Leadership through vulnerability

Having the courage to lead with vulnerability is the best kind of leadership

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Recently a LinkedIn post really caught my eye. It was a photograph of a female military pilot on a stage about to give a speech. So far, nothing special… However, her young son had decided that he didn’t want to sit next to his dad in the crowd but rather sit on his mum’s lap on the stage. In the caption, the pilot said she felt awkward and wondered how her male counterparts would perceive and judge her. In the end, she decided to show her human side and allowed her son to stay with her. The result is even more powerful than if she had only presented her professional side because, as it turns out, we are moved by vulnerability much more than a plethora of hard skills.

Why it matters to lead through vulnerability


Although we like to be inspired by a leader and turn towards them for guidance and support, we are also touched by someone who isn’t afraid of exposing their humanity with all its fallibilities. Hard skills are obviously required to get to the top positions in an organisation but the higher up one goes, the more soft skills one actually needs. This is a transition of focus from hard skills to soft skills: emotional intelligence (EI) becomes more paramount than IQ at senior leadership level. Allowing for vulnerability to surface shows that a leader is not afraid to admit to mistakes and errors or that they do not have all the answers but they are willing to listen to their team, learn from them and also from their own mistakes. That leader is not saying: I know it all or I don’t know and I don’t care but rather I don’t know; lets find out together. This kind of vulnerability gets the entire team to work together and brings the best out of each individual under the strong and supportive guidance of a leader.


What does it look like to lead through vulnerability


The classic image of the boss or leader being a tough, stiff upper lip guy who oozes authority and confidence is a cliché that does not belong to the twenty-first century.
Sometimes vulnerable leadership is to have the courage to go against the grain. During my twenty-year career in aviation, I held various leadership roles. One of these was as a race teams manager. I watched over a dozen race teams making sure they had everything they needed to enter the race and concentrate on giving their best performance with an end goal of winning and also that they adhered to the rules and regulations of the actual race and the event as a whole. My intention was always to listen to their emotional needs and to understand where they felt they needed support. Obviously, at times I made mistakes, didn’t have enough information to pass on or didn’t know the answer. In times like that, I took ownership of my shortcomings, tried to amend them as best I could and humbly apologised. This was one way of allowing my vulnerability to show.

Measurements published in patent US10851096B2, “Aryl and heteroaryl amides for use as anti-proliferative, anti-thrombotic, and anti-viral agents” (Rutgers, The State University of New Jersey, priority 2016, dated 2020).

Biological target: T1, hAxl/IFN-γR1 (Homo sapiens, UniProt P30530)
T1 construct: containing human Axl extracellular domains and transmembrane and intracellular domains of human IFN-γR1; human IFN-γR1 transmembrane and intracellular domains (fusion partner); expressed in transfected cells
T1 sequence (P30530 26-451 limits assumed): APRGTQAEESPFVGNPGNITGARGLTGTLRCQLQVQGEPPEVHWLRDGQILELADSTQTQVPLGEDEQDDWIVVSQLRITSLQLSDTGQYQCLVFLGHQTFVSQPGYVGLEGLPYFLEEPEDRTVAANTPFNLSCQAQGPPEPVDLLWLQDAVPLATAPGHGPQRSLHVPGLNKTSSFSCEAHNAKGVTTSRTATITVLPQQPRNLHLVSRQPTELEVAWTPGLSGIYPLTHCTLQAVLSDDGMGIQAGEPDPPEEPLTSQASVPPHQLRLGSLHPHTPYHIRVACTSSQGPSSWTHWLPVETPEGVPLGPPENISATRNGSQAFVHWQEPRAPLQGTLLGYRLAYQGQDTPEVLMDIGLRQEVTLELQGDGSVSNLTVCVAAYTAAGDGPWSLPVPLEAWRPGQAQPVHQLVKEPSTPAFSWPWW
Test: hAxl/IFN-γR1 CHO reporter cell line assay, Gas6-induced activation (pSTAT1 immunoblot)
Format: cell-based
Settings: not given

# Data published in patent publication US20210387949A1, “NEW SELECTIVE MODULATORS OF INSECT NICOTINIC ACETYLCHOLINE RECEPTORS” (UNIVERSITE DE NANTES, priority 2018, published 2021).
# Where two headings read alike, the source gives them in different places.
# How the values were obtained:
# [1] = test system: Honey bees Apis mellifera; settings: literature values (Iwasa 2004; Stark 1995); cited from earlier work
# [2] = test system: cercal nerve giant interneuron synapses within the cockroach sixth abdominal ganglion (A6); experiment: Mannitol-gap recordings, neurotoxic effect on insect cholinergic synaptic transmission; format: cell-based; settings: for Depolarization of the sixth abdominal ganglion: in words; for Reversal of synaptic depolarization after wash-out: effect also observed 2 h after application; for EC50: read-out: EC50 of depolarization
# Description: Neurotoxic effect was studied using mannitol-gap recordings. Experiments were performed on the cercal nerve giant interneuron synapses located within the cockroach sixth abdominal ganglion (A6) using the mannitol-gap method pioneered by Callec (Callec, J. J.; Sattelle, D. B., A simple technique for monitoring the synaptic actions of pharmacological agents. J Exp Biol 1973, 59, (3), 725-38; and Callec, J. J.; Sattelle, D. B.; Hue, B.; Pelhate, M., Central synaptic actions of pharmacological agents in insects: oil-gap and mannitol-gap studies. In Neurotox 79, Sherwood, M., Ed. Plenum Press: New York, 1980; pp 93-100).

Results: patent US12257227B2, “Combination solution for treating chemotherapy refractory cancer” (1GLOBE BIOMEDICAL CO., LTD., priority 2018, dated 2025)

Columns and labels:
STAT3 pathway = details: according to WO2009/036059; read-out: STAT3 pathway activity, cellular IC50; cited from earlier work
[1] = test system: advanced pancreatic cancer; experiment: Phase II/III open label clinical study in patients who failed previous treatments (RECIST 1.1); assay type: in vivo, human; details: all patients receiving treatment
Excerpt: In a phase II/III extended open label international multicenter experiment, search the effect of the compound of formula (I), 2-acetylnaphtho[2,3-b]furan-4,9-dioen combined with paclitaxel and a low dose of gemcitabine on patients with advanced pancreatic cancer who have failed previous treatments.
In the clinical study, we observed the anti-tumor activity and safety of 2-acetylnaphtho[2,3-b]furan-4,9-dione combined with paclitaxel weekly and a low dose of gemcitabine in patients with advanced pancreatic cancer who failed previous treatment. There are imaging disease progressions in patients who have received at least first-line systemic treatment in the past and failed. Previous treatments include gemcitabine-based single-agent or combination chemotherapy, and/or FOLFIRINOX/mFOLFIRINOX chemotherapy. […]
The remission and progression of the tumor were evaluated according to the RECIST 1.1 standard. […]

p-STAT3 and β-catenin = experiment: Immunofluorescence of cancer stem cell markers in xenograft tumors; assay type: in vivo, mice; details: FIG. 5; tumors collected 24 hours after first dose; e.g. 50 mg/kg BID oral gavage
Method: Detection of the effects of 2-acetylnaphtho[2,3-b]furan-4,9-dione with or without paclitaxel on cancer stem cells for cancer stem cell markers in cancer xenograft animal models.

However, in these races the stakes are high and emotions highly volatile which on many occasions led people to be extremely unforgiving. But I value the courage to be vulnerable over being right or popular no matter the cost. In the end, my unilateral virtue cost me my job as too many people got caught in the dog eat dog world of the races.
Still, I had the choice and I chose to lead my life with vulnerability.

Leading through vulnerability means that that person shines the light on their emotional and social competence while focusing on moving their team or goal forward. This is leadership at its best.

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Juju Chang is one of the cofounders of the Korean American Community Foundation, a nonprofit organization that has raised more than $10 million for programs serving under-resourced Korean American individuals and families./Courtesy Juju Chang
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